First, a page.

Victor Borge, Now More Than Ever
Back in the days of great Jewish classical musical virtuosi like Jascha Heifetz and Vladimir Horowitz, parents put grim pressure on their children to attain equivalent stardom. Sometimes, the careerist stress attached to childhood music lessons resulted in the unintended creation of musical comedians, like the giddy French-Jewish cabaret pianist Jean Wiéner (1896–1982), who melded Mozart and jazz, or the 1930s German-Jewish singing group the Comedian Harmonists, composed of highly trained singers who breezily vocalized a version of the overture of “The Barber of Seville.” Yet, no Jewish musical jester had a more lengthy and resonant career than entertainer and pianist Victor Borge (1909–2000), nicknamed The Unmelancholy Dane. Borge’s centenary is being feted this year with affectionate laughter.
From January 23 to May 2, Manhattan’s American-Scandinavian Foundation will host “Victor Borge: A Centennial Celebration,” including photos, videos and other souvenirs. Last November, PBS broadcast “Victor Borge: 100 Years of Music and Laughter” and gave viewers a chance to order a welcome six-DVD set, “Victor Borge Classic Collection,” from Questar. Although the DVDs are a succession of unrestored and often repetitive snippets compiled higgledy-piggledy, they make a lot of valuable material available.
In one routine, Borge plays a hysterical four-handed version of Liszt’s “Hungarian Rhapsody No. 2” with Armenian pianist S¸ahan Arzruni twisting arms and legs around his duo partner while interjecting gravely, “This is awkward” and “Leave me alone!” In another, he accompanies soprano Marilyn Mulvey, who suddenly shrieks out a high note, sending him flying off the piano bench in shock. At their best, such Borge moments transcend mere shtick and become comic choreographies.
While critics complained that Borge repeated such routines over and over throughout his long career, part of the delight in his physical comedy is its familiarity. Just as when Oliver Hardy repeatedly fell into the same pothole, the laughs came not from surprise, but from the fulfillment of expectations.
Borge’s own trajectory was highly unexpected. Born Børge Rosenbaum in Copenhagen, the son of Russian violinist Bernhard Rosenbaum, who performed in the Royal Danish Symphony Orchestra, Borge was soon aware that he belonged to the country’s tiny Jewish minority, as he later told New York Times music critic Harold Schonberg: “A schoolboy called me ‘Jewboy’…. When I went home I asked my mother what ‘Jewboy’ meant. That got me angry. It fired me up. Little by little I felt that I had to be better than any of my schoolmates. And I could do that because I was a natural musician and a good student.” Borge won scholarships to study in Copenhagen and Vienna with the noted Danish pianist Victor Schiøler (1899–1967), and then in Berlin with the Liszt pupil Frederick Lamond (1868–1948), a Scotsman who, Borge told The New York Times, was “harsh and domineering. Besides, I did not think he played very well.”
By contrast, another teacher, Dutch-German pianist Egon Petri (1881–1962), was, as Borge told Schonberg, “such a sweet man. He gave me a quality of finesse I never had.” In the 1930s, Borge observed the Nazis’ rise to power in Berlin, and in Copenhagen he created anti-Nazi routines that won him the enmity of Danish fascists who threatened him with physical violence. His gags were rudimentary but effective: “What’s the difference between a Nazi and a dog? A Nazi raises his arm.” In the disarray of Europe veering toward war, Borge concentrated on his comedy at the expense of music, confessing that stage fright — a further anxiety at a highly anxious time — prevented him from feeling at ease as a strictly classical performer. He was doing his cabaret act in Sweden when Germany invaded Denmark in April 1940. Fortunately, he was able to make his way to America and freedom.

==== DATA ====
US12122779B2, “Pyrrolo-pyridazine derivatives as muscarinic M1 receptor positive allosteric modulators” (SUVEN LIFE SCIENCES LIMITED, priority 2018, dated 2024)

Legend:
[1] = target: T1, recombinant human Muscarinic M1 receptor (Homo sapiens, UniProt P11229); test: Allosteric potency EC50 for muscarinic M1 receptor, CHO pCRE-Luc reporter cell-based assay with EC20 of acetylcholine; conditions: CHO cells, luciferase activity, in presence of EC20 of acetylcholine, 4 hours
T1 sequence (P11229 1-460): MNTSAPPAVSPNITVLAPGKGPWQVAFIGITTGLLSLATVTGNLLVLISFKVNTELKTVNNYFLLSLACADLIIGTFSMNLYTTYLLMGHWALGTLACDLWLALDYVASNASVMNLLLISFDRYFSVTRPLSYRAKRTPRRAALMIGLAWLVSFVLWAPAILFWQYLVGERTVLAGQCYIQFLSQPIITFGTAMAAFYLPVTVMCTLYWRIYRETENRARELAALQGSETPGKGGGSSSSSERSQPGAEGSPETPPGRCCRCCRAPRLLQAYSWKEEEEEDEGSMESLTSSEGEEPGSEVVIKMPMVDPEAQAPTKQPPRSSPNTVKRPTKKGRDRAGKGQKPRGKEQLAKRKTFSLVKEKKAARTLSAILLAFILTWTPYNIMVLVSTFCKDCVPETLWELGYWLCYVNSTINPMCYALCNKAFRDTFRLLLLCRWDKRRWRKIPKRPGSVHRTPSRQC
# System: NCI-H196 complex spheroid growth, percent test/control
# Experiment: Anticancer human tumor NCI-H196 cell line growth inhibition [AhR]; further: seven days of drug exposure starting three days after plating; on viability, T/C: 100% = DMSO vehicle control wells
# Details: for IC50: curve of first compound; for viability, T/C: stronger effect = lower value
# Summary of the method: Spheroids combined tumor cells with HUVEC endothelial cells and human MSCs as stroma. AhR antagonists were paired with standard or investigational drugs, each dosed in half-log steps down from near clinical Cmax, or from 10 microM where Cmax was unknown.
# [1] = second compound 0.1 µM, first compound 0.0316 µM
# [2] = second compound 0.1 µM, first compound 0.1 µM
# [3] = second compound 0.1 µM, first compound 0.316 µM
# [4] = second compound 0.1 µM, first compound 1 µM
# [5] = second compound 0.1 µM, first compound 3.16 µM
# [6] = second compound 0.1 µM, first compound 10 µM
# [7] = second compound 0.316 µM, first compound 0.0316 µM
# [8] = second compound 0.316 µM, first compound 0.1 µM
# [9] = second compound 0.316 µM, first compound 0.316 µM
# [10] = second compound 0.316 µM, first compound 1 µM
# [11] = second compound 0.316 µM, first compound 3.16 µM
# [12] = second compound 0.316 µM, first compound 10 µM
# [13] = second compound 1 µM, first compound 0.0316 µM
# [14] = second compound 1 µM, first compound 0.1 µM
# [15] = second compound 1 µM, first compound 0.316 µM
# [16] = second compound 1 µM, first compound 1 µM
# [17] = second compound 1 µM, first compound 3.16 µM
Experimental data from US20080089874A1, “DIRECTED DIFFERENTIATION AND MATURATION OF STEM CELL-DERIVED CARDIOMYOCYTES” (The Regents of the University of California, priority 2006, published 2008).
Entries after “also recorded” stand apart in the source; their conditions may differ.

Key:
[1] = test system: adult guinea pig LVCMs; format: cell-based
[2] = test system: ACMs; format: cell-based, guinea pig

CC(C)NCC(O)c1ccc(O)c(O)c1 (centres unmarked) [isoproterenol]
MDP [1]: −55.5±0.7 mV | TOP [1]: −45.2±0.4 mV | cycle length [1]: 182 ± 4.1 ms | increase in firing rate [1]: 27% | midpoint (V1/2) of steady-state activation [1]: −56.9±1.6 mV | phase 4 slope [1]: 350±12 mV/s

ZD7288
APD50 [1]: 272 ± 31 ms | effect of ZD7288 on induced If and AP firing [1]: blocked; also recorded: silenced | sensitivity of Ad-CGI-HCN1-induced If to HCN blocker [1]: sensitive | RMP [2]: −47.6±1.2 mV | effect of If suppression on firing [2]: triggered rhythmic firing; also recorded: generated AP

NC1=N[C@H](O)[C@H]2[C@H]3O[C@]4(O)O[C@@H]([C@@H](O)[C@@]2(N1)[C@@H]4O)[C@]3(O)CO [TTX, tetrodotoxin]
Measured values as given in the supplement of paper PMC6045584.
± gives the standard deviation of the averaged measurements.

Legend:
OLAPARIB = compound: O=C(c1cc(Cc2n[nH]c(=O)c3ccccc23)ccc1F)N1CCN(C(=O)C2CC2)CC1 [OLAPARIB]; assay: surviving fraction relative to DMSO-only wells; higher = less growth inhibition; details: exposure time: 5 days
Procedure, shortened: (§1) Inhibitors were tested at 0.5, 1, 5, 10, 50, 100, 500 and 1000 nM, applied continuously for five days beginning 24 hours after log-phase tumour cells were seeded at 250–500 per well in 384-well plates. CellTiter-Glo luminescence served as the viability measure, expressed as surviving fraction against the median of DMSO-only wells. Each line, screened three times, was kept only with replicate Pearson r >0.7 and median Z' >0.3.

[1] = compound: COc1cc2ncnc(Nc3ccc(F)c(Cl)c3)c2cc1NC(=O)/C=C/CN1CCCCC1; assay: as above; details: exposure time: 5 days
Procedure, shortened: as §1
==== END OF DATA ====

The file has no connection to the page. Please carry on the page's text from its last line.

There, Borge found himself in a new career conundrum. Horowitz and Józef Hofmann were headlining at Carnegie Hall, and New York offered no room for any more émigré pianists. Borge made the heroic decision to improve his English and become a comedian on American radio, but at a time when standup performers like Bob Hope, Jack Benny and Fred Allen ruled the airwaves. Borge’s comedy, whether for broadcast or in a long-running 1950s Broadway act, “Comedy in Music,” soon became heavily verbal, following the fashion of the day. His japes could sound tired, as when he pointed to his wrist and told audiences: “See this watch? My grandfather gave it to me right before he died. For 20 bucks.” Or told concert latecomers, “I’m from Copenhagen and I made it here before you did.”
These old saws, however much they still may delight devotees, are not really the best of Borge. Instead, they create a gentle, unthreatening atmosphere in which music-making is free of the pressures of grim-faced virtuosity. Borge’s own playing, the true highlight of any performance, was calmly limpid, and his disarming qualities of simplicity and grace continued into his old age. (He performed until just before his death, in his 90s.)
In addition to expressing humanistic ideals in performance, Borge was active in charitable endeavors. In the 1950s, he co-founded the organization Thanks to the Danes (later renamed Thanks To Scandinavia), which offered scholarships to Scandinavians to study in America and Israel as a gesture of gratitude for efforts to protect Scandinavian Jews during the Second World War. Such endeavors continue posthumously, and in 2004, the Victor Borge Foundation donated $250,000 to help construct Copenhagen’s new Danish Jewish Museum, designed by architect Daniel Libeskind. Ultimately, Borge was right: Audiences did not need another Horowitz or Hofmann, but the world would have been a sadder place without Victor Borge.
Benjamin Ivry is a frequent contributor to the Forward.